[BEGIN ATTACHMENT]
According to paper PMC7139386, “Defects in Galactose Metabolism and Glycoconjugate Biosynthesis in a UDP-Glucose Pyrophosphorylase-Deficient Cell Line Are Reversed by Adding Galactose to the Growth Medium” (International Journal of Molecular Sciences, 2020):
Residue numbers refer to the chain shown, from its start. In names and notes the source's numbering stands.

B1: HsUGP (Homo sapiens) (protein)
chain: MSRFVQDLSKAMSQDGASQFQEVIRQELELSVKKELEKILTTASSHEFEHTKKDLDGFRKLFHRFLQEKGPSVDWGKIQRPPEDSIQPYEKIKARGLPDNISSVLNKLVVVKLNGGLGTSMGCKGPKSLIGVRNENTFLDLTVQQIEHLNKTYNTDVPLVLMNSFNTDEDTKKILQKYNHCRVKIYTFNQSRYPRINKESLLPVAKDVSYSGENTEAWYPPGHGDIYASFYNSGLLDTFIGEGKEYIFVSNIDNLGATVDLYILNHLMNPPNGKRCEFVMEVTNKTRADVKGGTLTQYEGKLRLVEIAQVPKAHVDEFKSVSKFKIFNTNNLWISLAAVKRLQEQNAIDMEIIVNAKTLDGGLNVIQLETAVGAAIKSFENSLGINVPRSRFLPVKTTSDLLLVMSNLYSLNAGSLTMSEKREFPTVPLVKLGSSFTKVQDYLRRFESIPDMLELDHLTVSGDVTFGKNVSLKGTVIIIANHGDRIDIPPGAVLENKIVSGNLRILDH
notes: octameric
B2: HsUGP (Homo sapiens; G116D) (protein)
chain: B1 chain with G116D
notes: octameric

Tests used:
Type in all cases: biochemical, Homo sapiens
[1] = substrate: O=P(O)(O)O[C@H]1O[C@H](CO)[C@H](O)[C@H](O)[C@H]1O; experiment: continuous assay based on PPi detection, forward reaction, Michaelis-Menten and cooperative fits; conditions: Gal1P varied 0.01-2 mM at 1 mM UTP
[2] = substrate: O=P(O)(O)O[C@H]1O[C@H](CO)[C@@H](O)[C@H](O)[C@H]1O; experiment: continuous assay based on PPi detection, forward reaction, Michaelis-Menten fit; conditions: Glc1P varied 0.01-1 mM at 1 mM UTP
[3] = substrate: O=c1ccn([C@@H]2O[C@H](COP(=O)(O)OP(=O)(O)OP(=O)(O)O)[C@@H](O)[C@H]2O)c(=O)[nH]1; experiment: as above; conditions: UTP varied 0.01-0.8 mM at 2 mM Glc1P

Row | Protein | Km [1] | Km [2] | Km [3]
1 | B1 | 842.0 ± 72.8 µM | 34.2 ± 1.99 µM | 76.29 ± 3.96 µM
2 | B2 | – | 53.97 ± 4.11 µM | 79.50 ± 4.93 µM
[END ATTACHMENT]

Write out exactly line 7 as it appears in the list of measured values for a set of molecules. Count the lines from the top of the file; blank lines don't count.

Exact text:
chain: B1 chain with G116D